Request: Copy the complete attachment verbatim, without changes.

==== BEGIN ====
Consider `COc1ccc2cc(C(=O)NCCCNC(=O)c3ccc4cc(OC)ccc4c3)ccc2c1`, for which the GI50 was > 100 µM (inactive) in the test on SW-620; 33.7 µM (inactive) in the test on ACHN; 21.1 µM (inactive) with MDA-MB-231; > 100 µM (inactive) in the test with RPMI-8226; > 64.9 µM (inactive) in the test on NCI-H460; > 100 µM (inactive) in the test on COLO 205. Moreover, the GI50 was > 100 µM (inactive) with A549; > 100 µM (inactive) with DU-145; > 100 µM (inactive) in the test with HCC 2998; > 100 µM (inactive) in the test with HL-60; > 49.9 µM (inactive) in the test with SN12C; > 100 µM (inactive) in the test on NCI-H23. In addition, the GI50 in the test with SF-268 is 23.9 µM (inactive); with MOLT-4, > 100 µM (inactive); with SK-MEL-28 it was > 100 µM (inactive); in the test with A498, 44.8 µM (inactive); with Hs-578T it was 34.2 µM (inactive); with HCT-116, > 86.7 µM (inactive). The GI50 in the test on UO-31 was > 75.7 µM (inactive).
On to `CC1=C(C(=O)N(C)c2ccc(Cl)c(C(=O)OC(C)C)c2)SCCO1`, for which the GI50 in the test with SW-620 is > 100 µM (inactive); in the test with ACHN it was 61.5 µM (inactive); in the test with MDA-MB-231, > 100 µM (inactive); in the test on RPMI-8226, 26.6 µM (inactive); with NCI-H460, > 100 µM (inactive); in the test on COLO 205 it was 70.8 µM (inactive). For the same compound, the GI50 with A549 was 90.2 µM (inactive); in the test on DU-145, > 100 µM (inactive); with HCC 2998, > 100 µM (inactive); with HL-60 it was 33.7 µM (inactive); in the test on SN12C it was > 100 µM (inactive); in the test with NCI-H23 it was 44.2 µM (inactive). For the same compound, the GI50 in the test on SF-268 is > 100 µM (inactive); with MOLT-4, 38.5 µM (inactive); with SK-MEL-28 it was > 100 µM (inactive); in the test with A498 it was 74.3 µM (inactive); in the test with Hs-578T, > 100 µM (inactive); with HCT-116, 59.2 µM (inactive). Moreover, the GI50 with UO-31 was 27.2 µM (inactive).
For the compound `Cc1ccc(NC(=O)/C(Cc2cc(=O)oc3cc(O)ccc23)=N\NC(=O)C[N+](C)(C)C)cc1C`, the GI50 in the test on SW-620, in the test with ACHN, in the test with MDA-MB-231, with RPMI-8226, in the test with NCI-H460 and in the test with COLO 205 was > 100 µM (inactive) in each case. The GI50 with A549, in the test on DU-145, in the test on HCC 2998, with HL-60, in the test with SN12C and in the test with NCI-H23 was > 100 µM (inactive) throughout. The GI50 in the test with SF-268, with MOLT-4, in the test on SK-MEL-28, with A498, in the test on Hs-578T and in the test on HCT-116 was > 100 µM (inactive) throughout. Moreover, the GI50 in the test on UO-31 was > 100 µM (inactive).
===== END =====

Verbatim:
Consider `COc1ccc2cc(C(=O)NCCCNC(=O)c3ccc4cc(OC)ccc4c3)ccc2c1`, for which the GI50 was > 100 µM (inactive) in the test on SW-620; 33.7 µM (inactive) in the test on ACHN; 21.1 µM (inactive) with MDA-MB-231; > 100 µM (inactive) in the test with RPMI-8226; > 64.9 µM (inactive) in the test on NCI-H460; > 100 µM (inactive) in the test on COLO 205. Moreover, the GI50 was > 100 µM (inactive) with A549; > 100 µM (inactive) with DU-145; > 100 µM (inactive) in the test with HCC 2998; > 100 µM (inactive) in the test with HL-60; > 49.9 µM (inactive) in the test with SN12C; > 100 µM (inactive) in the test on NCI-H23. In addition, the GI50 in the test with SF-268 is 23.9 µM (inactive); with MOLT-4, > 100 µM (inactive); with SK-MEL-28 it was > 100 µM (inactive); in the test with A498, 44.8 µM (inactive); with Hs-578T it was 34.2 µM (inactive); with HCT-116, > 86.7 µM (inactive). The GI50 in the test on UO-31 was > 75.7 µM (inactive).
On to `CC1=C(C(=O)N(C)c2ccc(Cl)c(C(=O)OC(C)C)c2)SCCO1`, for which the GI50 in the test with SW-620 is > 100 µM (inactive); in the test with ACHN it was 61.5 µM (inactive); in the test with MDA-MB-231, > 100 µM (inactive); in the test on RPMI-8226, 26.6 µM (inactive); with NCI-H460, > 100 µM (inactive); in the test on COLO 205 it was 70.8 µM (inactive). For the same compound, the GI50 with A549 was 90.2 µM (inactive); in the test on DU-145, > 100 µM (inactive); with HCC 2998, > 100 µM (inactive); with HL-60 it was 33.7 µM (inactive); in the test on SN12C it was > 100 µM (inactive); in the test with NCI-H23 it was 44.2 µM (inactive). For the same compound, the GI50 in the test on SF-268 is > 100 µM (inactive); with MOLT-4, 38.5 µM (inactive); with SK-MEL-28 it was > 100 µM (inactive); in the test with A498 it was 74.3 µM (inactive); in the test with Hs-578T, > 100 µM (inactive); with HCT-116, 59.2 µM (inactive). Moreover, the GI50 with UO-31 was 27.2 µM (inactive).
For the compound `Cc1ccc(NC(=O)/C(Cc2cc(=O)oc3cc(O)ccc23)=N\NC(=O)C[N+](C)(C)C)cc1C`, the GI50 in the test on SW-620, in the test with ACHN, in the test with MDA-MB-231, with RPMI-8226, in the test with NCI-H460 and in the test with COLO 205 was > 100 µM (inactive) in each case. The GI50 with A549, in the test on DU-145, in the test on HCC 2998, with HL-60, in the test with SN12C and in the test with NCI-H23 was > 100 µM (inactive) throughout. The GI50 in the test with SF-268, with MOLT-4, in the test on SK-MEL-28, with A498, in the test on Hs-578T and in the test on HCT-116 was > 100 µM (inactive) throughout. Moreover, the GI50 in the test on UO-31 was > 100 µM (inactive).